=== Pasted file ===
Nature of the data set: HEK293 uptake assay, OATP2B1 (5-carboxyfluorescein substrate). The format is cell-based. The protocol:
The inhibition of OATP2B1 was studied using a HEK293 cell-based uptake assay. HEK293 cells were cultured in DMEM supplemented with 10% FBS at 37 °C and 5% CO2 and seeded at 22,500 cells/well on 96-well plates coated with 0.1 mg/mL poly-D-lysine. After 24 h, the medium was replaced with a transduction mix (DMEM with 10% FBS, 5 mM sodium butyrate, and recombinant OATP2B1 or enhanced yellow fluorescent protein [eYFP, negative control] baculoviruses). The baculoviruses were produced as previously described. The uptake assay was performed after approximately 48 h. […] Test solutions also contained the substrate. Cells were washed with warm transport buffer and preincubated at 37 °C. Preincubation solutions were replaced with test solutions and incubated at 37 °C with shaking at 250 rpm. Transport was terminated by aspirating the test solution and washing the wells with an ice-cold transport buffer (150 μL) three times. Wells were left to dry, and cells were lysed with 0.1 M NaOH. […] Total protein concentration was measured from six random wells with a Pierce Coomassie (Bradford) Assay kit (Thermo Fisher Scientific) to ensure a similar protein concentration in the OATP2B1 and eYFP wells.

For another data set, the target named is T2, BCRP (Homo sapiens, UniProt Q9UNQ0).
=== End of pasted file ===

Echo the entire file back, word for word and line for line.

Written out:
Nature of the data set: HEK293 uptake assay, OATP2B1 (5-carboxyfluorescein substrate). The format is cell-based. The protocol:
The inhibition of OATP2B1 was studied using a HEK293 cell-based uptake assay. HEK293 cells were cultured in DMEM supplemented with 10% FBS at 37 °C and 5% CO2 and seeded at 22,500 cells/well on 96-well plates coated with 0.1 mg/mL poly-D-lysine. After 24 h, the medium was replaced with a transduction mix (DMEM with 10% FBS, 5 mM sodium butyrate, and recombinant OATP2B1 or enhanced yellow fluorescent protein [eYFP, negative control] baculoviruses). The baculoviruses were produced as previously described. The uptake assay was performed after approximately 48 h. […] Test solutions also contained the substrate. Cells were washed with warm transport buffer and preincubated at 37 °C. Preincubation solutions were replaced with test solutions and incubated at 37 °C with shaking at 250 rpm. Transport was terminated by aspirating the test solution and washing the wells with an ice-cold transport buffer (150 μL) three times. Wells were left to dry, and cells were lysed with 0.1 M NaOH. […] Total protein concentration was measured from six random wells with a Pierce Coomassie (Bradford) Assay kit (Thermo Fisher Scientific) to ensure a similar protein concentration in the OATP2B1 and eYFP wells.

For another data set, the target named is T2, BCRP (Homo sapiens, UniProt Q9UNQ0).